Celebrity chef reveals inflated price of this good will 'creep up on you'

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David Burke admits inflated price of this good will ‘creep up on you’

Celebrity chef David Burke argues people are ‘coming in and spending’ despite rising prices.

As inflation hovers over 40-year-highs, the price of food has shocked some of the biggest names in the restaurant industry.

"Surprisingly, produce is high," Celebrity chef David Burke revealed while discussing the impact of inflation on the industry Thursday on ‘Mornings with Maria.’

Like other chefs, Burke admitted that he doesn’t often monitor the cost of produce in comparison to meats and other main entrée must-haves.

"You know, we're looking at what's the meat cost per pound, what's a rib eye, what is a shrimp, what is the beef — but produce will creep up on you," Burke explained, noting that the cost of produce has doubled since pre-pandemic. 

"A container of produce used to cost $7,500 to bring in two years ago before the pandemic. Now it's 15,000," he mentioned surprisingly.

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NEW YORK, NY – AUGUST 21: Chef David Burke attends the US Open Food Tasting Preview at Aces Restaurant on August 21, 2014 in New York City. (Photo by Ben Gabbe/Getty Images) (Getty Images / Getty Images)

In an effort to curb the rising costs of goods, some establishments have imposed an inflation fee – a move that could deter restaurant-goers.

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"I agree with some of my colleagues where we should just raise the price of a main course or an appetizer or a drink a little bit because people don’t like fees," Burke told FOX Business’ Maria Bartiromo.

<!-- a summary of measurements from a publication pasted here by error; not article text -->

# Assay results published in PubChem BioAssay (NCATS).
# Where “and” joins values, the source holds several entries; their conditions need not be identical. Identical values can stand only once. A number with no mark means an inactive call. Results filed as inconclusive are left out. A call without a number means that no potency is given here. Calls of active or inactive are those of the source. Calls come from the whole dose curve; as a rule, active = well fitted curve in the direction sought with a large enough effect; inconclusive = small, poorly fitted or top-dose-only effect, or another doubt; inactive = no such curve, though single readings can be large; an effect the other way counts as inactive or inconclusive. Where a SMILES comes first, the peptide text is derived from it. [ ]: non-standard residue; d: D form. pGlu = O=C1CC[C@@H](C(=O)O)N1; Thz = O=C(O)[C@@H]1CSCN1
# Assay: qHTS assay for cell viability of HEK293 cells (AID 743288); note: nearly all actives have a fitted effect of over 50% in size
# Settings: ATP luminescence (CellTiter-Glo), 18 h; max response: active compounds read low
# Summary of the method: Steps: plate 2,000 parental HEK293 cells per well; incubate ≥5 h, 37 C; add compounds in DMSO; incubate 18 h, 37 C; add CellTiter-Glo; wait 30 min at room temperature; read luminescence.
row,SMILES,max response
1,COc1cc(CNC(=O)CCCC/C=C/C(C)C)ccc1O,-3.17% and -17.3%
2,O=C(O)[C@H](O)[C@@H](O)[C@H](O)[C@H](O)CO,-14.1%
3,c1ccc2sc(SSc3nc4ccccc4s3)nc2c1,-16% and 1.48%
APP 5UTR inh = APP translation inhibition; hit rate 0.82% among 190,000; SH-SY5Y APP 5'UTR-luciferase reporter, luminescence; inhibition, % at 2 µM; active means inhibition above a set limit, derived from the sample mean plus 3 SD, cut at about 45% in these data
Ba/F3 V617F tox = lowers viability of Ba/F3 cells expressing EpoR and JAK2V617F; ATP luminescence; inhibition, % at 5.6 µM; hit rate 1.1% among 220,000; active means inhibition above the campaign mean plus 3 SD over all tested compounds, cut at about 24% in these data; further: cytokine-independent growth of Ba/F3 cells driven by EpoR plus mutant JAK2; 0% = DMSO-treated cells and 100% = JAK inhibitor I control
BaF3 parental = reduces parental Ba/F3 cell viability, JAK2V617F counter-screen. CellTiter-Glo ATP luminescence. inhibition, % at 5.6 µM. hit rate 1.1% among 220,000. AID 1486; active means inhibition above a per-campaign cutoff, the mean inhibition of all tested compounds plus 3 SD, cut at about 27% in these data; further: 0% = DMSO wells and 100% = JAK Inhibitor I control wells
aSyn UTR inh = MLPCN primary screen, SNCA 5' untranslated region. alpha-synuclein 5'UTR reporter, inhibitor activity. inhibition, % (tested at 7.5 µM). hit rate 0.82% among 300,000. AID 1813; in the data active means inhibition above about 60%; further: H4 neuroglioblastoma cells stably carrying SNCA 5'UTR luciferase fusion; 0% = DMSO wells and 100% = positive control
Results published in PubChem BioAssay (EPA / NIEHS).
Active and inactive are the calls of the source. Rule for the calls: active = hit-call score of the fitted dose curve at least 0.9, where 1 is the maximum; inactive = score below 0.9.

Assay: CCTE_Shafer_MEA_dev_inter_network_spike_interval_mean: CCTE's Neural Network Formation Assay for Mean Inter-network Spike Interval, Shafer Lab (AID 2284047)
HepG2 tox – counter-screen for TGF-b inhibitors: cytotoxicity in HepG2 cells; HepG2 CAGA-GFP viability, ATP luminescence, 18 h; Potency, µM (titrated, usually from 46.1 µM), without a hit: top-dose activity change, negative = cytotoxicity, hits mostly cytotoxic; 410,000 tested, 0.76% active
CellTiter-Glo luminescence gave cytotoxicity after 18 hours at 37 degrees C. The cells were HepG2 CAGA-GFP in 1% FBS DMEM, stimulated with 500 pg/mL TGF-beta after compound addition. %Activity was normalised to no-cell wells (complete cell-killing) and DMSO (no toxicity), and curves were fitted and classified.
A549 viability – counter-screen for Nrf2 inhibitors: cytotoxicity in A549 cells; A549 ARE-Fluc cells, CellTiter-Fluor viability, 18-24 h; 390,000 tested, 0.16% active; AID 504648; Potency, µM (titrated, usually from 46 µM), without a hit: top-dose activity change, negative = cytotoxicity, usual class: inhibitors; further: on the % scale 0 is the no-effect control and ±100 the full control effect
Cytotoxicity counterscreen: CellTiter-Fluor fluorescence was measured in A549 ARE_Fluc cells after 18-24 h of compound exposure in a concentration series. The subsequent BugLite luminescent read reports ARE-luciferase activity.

The additional charge helps the restaurant combat inflation; however, it may come at the cost of the wait staff.

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David Burke on inflation in the restaurant industry

Celebrity chef David Burke discusses the impact inflation is having on the restaurant industry and showcases his special dishes ahead of July 4th.

"I think oftentimes that charge gets taken out of the tip," he explained, a risk that some businesses aren’t ready to commit to because of the current labor crisis.

It’s "hard" to keep good employees right now, Burke added.

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But, despite the high prices, customers are "coming in and spending," Burke said.

"People are making up for the pandemic time that they didn’t get together."

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